Don't have a digital camera? No problem
(IDG) -- NEW YORK -- Intel and Eastman Kodak have taken the wraps off the first fruits of their digital-photography alliance -- a CD-ROM product and service designed to let people who do not have digital cameras transform their photos into digitized images that can be manipulated on their computers.
The two companies also announced they are working on digital-camera components that will be sold to photography-equipment manufacturers, though they did not specify a time frame for the plan.
Meanwhile, the new product, called Kodak Picture CD, is aimed at developing new markets for Intel processing technology and Kodak photography products, while acting as a bridge product to a future where most consumers and businesses have digital cameras.
To get Picture CD, camera users take their film to a local photo shop and check off a box on the film-processing envelope when dropping off the film for photofinishing. It will cost about $8.95 to $10.95 extra, over and above what it costs to develop the regular film. What consumers get back is not only their traditionally developed film but all the photos stored digitally on a CD.
The CD also has photo-retouching software on it. Users can pop the CD into a CD player attached to their PC, and use the software to retouch the photo with various shading, cropping, and humorous distorting effects. It's also being touted by Kodak and Intel officials as a good way to keep photos stored and organized.
Officials said businesses that don't want to lay out cash for digital cameras or scanners right now can use the Picture CD service and software to incorporate photos into newsletters, company documents, and even e-mail attachments.
The two companies first announced their plans to work together about five months ago.
"We have a shared vision and that shared vision will allow us to seek new growth opportunities together," said Craig Barrett, president and chief executive officer of Intel, at a press conference here.
The company alliance includes a technology cross-licensing agreement that covers Intel rasterization and CMOS processing technology, as well as Kodak film and camera technology, officials noted.
"The joint development and cross-licensing agreement ... let's us avoid quibbling about technical details and move forward quickly," said George Fisher, chairman and chief executive officer of Kodak.
The two companies are developing core building blocks and open standards for digital cameras that will be supplied to the entire market, Barrett said.
Camera manufacturers will be able to put together digital cameras with these components in a similar way to how PC makers today use Intel's processors and other components to built network servers, Barrett said.
Company officials were vague about what the components would be. However, both companies believe that future cameras will use the new CMOS technology Intel has been developing, which the chip maker hopes will replace the CCD (charge-coupled device) technology that is standard for digital cameras today and which Kodak uses, according to Willy Shih, president of the digital and applied imaging unit of Kodak.
The benefits for Intel and Kodak that would arise from a burgeoning digital photography market are clear -- greater demand for Intel processing technology and a new market for Kodak, analysts here said.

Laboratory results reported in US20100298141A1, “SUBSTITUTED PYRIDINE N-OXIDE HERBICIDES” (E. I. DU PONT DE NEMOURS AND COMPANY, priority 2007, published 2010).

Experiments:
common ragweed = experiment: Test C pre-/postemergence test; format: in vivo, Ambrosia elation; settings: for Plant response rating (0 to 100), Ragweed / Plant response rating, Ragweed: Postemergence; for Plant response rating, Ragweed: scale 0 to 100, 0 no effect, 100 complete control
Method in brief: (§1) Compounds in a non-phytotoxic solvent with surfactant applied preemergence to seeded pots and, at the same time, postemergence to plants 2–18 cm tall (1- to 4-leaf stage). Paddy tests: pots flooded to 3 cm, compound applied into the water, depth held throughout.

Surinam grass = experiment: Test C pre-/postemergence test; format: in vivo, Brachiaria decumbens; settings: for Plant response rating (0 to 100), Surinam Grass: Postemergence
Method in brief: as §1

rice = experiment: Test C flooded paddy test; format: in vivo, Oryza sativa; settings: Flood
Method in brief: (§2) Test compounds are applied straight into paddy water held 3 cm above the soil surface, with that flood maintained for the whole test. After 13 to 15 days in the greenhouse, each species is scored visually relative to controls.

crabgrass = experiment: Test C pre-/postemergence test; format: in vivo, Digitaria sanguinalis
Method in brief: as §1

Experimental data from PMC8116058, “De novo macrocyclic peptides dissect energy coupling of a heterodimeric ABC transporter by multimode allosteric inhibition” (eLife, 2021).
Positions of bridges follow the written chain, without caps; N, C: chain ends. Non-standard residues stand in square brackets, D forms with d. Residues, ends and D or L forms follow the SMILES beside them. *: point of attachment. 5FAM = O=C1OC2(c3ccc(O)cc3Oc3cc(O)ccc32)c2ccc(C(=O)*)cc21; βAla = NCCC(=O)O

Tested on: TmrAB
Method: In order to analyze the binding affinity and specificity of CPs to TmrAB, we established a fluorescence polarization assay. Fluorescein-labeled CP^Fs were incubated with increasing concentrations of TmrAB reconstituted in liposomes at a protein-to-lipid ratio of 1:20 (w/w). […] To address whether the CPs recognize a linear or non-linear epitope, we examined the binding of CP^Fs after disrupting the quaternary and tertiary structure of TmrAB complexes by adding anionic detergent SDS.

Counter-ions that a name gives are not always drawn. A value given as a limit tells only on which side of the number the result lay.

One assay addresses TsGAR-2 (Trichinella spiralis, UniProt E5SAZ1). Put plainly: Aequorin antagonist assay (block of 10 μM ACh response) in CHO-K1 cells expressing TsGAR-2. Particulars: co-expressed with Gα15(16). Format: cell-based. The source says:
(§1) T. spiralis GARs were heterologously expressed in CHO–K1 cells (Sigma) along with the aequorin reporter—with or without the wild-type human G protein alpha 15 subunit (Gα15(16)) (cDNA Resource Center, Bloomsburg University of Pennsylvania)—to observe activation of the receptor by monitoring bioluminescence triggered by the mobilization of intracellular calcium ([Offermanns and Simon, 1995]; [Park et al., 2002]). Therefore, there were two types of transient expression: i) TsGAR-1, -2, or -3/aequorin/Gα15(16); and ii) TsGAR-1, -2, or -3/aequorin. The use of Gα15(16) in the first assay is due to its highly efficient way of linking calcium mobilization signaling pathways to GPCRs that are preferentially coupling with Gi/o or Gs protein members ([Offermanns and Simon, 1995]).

"The market for PC chips is reaching a plateau and Intel is seeing more competition from companies like AMD [Advanced Micro Devices]" said Ron Glaz, senior research analyst at International Data Corp. in Framingham, Mass. "The question is, who's going to be interested in getting this [product]?" Glaz said.
For their part, Intel and Kodak are testing Picture CD in Salt Lake City and Indianapolis; it will be rolled out to the public in the first quarter next year in North America, followed by worldwide rollout. Depending on the results of the tests in the two cities, the companies will tweak the features in the CD-based software, as well as the price.
In addition to cameras, there are a range of potential products for digital imaging technology, according to company officials.
"Imagine if your palm PC could scan a credit card and could simultaneously take your picture and imprint it on the card for verification at the checkout counter," said Kodak's Fisher.
For photo shops, Intel and Kodak are paving the way for Picture CD by installing new Intel equipment in Kodak's Qualex photofinishing labs, which provide wholesale photofinishing services to U.S. photo retailers.
The equipment being installed at Qualex's labs includes dual Intel Pentium II chip-based servers and workstations, along with new Kodak film scanners and CD writers, according to the companies.
The Intel equipment will let photofinishers produce Picture CDs and other film digitization products and services, including Internet uploads through Kodak's existing PhotoNet Online service and through a new America Online "You've Got Pictures" feature, scheduled for rollout on AOL around the end of the year.
Plans also are under way to incorporate Intel technology into Kodak's line of Picture Maker kiosks, currently numbering about 15,000 around the world. These kiosks will be equipped to handle Picture CDs and the related software for consumers who do not have PCs but want to use the technology to retouch photos themselves and send them to other consumers on the Internet, according to Kodak's Shih.
Picture CD will work on any PC running Windows 95, Windows 98, or Windows NT. It produces JPEG images, which can be brought in to Macintosh computers. The companies have plans to release a Mac version, according to Shih, but do not have a time frame.
Marc Ferranti is New York Bureau Chief for the IDG News Service.
Back to the top
© 2000 Cable News Network. All Rights Reserved.
Terms under which this service is provided to you.
Read our privacy guidelines.